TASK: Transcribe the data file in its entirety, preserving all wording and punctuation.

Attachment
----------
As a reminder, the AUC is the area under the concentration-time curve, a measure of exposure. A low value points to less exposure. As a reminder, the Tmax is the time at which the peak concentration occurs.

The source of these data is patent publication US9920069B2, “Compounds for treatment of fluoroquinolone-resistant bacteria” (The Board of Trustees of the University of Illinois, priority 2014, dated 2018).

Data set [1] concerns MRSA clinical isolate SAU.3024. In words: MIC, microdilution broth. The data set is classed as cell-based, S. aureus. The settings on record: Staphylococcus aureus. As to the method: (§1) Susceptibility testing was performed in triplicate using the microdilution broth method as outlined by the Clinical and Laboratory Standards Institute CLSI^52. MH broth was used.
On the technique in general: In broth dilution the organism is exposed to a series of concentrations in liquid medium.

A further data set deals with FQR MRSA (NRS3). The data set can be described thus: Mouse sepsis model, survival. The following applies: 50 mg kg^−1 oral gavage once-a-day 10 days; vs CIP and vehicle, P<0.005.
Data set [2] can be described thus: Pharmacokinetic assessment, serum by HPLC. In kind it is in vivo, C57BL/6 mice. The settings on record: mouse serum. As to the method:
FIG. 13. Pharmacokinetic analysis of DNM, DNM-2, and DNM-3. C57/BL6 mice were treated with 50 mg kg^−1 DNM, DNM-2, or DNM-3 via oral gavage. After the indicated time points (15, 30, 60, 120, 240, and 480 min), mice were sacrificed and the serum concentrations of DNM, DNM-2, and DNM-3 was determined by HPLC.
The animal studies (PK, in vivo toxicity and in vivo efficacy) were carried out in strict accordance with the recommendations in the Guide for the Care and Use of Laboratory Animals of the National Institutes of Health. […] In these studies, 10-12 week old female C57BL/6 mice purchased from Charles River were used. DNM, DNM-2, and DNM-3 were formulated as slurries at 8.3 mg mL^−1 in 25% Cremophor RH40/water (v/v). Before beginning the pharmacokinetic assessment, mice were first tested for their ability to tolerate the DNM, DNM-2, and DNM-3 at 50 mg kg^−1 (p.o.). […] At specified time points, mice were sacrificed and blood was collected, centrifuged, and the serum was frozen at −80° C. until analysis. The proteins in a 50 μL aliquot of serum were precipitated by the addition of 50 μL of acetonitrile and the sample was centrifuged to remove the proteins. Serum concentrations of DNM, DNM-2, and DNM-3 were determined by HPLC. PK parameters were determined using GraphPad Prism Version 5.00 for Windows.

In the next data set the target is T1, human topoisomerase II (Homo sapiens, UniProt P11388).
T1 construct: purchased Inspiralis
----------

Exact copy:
As a reminder, the AUC is the area under the concentration-time curve, a measure of exposure. A low value points to less exposure. As a reminder, the Tmax is the time at which the peak concentration occurs.

The source of these data is patent publication US9920069B2, “Compounds for treatment of fluoroquinolone-resistant bacteria” (The Board of Trustees of the University of Illinois, priority 2014, dated 2018).

Data set [1] concerns MRSA clinical isolate SAU.3024. In words: MIC, microdilution broth. The data set is classed as cell-based, S. aureus. The settings on record: Staphylococcus aureus. As to the method: (§1) Susceptibility testing was performed in triplicate using the microdilution broth method as outlined by the Clinical and Laboratory Standards Institute CLSI^52. MH broth was used.
On the technique in general: In broth dilution the organism is exposed to a series of concentrations in liquid medium.

A further data set deals with FQR MRSA (NRS3). The data set can be described thus: Mouse sepsis model, survival. The following applies: 50 mg kg^−1 oral gavage once-a-day 10 days; vs CIP and vehicle, P<0.005.
Data set [2] can be described thus: Pharmacokinetic assessment, serum by HPLC. In kind it is in vivo, C57BL/6 mice. The settings on record: mouse serum. As to the method:
FIG. 13. Pharmacokinetic analysis of DNM, DNM-2, and DNM-3. C57/BL6 mice were treated with 50 mg kg^−1 DNM, DNM-2, or DNM-3 via oral gavage. After the indicated time points (15, 30, 60, 120, 240, and 480 min), mice were sacrificed and the serum concentrations of DNM, DNM-2, and DNM-3 was determined by HPLC.
The animal studies (PK, in vivo toxicity and in vivo efficacy) were carried out in strict accordance with the recommendations in the Guide for the Care and Use of Laboratory Animals of the National Institutes of Health. […] In these studies, 10-12 week old female C57BL/6 mice purchased from Charles River were used. DNM, DNM-2, and DNM-3 were formulated as slurries at 8.3 mg mL^−1 in 25% Cremophor RH40/water (v/v). Before beginning the pharmacokinetic assessment, mice were first tested for their ability to tolerate the DNM, DNM-2, and DNM-3 at 50 mg kg^−1 (p.o.). […] At specified time points, mice were sacrificed and blood was collected, centrifuged, and the serum was frozen at −80° C. until analysis. The proteins in a 50 μL aliquot of serum were precipitated by the addition of 50 μL of acetonitrile and the sample was centrifuged to remove the proteins. Serum concentrations of DNM, DNM-2, and DNM-3 were determined by HPLC. PK parameters were determined using GraphPad Prism Version 5.00 for Windows.

In the next data set the target is T1, human topoisomerase II (Homo sapiens, UniProt P11388).
T1 construct: purchased Inspiralis